But the movie goes one step further, having the audacity to suggest mental retardation is an enviable trait, a gift from God. For you see, Gump’s slow brain has allowed him to transcend all the pretty judging and racism everyone else is constantly engaged in. (This is a much cherished tradition in Hollywood- placing a halo on the head of the mentally and physically handicapped. As if it’s not bad enough they got dealt such a bad hand in life, we have to condescend to them too). Children and adults may pretend the seat on the bus is taken, but such a hurtful thought would never enter Gump’s angelic, pea-sized brain. Zemeckis has managed to make the first crowd-pleaser that views intelligence as a negative attribute. John Keats said a similar thing in Ode to a Nightingale, but at least he seemed a little upset by the idea. Gump’s quirky tone is disturbingly incongruous with its message, like listening to a campfire sing-along of Kumbaya and noticing all the lyrics have been replaced with passages from Becket.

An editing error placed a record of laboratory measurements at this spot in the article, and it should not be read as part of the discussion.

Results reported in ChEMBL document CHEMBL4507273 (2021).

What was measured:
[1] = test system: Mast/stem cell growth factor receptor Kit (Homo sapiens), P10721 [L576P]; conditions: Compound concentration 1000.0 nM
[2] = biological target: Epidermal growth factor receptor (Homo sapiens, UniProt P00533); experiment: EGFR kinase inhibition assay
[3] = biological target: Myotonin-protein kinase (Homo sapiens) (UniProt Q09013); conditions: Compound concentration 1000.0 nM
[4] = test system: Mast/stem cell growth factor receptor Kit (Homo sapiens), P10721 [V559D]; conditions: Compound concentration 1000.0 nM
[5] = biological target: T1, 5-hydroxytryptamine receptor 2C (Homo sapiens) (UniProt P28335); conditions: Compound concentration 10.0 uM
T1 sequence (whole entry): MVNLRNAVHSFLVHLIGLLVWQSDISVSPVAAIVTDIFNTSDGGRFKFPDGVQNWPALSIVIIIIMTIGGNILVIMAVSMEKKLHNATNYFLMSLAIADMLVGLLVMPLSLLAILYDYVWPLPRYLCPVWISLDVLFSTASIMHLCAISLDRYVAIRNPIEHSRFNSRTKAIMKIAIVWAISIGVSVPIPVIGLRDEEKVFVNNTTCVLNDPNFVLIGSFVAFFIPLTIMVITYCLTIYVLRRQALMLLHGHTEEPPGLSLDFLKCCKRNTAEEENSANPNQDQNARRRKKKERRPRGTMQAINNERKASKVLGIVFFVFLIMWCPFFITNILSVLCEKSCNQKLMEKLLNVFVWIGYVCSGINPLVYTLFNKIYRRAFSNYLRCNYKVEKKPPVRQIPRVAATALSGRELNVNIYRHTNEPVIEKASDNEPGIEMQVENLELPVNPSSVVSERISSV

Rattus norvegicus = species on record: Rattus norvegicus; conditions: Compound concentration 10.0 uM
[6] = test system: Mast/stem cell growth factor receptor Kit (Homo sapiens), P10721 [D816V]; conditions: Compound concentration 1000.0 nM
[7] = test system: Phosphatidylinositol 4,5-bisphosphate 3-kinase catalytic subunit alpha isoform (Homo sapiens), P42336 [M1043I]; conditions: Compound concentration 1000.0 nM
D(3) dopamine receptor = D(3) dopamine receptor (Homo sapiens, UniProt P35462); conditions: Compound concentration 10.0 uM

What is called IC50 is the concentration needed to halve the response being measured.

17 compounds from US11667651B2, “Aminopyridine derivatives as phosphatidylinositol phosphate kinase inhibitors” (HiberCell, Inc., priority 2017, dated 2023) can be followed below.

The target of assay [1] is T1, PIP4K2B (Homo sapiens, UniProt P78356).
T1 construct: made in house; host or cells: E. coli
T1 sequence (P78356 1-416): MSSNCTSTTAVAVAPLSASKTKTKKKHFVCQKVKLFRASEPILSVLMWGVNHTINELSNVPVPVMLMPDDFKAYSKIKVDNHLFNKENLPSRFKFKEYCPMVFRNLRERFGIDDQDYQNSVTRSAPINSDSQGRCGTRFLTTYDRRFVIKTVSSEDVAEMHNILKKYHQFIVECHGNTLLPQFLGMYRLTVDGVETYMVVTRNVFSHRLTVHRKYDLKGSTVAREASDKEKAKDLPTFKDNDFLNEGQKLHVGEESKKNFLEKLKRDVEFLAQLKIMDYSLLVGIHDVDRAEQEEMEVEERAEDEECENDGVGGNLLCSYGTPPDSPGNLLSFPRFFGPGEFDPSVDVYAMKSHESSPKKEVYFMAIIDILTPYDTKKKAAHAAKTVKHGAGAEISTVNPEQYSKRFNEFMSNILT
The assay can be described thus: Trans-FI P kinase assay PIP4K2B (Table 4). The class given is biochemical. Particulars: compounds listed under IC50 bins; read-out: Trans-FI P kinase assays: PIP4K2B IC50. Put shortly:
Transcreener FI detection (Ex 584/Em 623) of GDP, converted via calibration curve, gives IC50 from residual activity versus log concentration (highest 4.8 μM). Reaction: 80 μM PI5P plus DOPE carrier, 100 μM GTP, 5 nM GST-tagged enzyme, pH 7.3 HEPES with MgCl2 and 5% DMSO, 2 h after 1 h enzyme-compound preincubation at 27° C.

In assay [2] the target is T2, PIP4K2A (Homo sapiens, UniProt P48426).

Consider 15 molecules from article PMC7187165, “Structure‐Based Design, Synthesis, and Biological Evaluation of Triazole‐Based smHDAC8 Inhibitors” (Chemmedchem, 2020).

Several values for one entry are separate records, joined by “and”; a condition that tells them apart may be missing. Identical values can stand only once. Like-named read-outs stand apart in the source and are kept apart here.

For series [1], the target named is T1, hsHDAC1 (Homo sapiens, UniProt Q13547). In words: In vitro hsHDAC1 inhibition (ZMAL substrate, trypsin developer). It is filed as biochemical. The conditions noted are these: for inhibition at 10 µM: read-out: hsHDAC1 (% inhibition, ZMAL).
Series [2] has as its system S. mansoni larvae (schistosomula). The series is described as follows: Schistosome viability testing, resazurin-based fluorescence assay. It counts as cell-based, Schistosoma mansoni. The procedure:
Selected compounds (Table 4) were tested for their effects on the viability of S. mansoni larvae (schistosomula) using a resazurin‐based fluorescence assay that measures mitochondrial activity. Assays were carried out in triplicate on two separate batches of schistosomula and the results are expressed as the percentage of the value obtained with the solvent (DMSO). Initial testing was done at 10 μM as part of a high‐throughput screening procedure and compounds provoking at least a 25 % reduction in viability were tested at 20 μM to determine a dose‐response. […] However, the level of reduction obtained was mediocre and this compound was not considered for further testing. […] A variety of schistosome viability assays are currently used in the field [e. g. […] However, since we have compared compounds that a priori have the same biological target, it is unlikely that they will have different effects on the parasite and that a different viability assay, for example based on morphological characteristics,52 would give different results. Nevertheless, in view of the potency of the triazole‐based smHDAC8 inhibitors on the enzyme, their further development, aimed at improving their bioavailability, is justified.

If people love this movie as much as they say they do, if they actually take its message to heart, then I think they should prove it by running out and getting a Lobotomy- a sure-fire way to rid yourself of all the sins your big old brain has burdened you with.
        Forrest Gump, albeit just a schmaltzy, bogus Hollywood movie, is really no different than all the sentiment passed off as wisdom by Christianity. People love Jesus for the same reason they love Forrest- they both lack all the imperfections and shortcomings that make real people so hard to like. But liking real people is the great challenge, in movies and in life.

1 comment:

  1. Gump has one realistic element though - the love of his life doesn't marry him until after she has AIDS.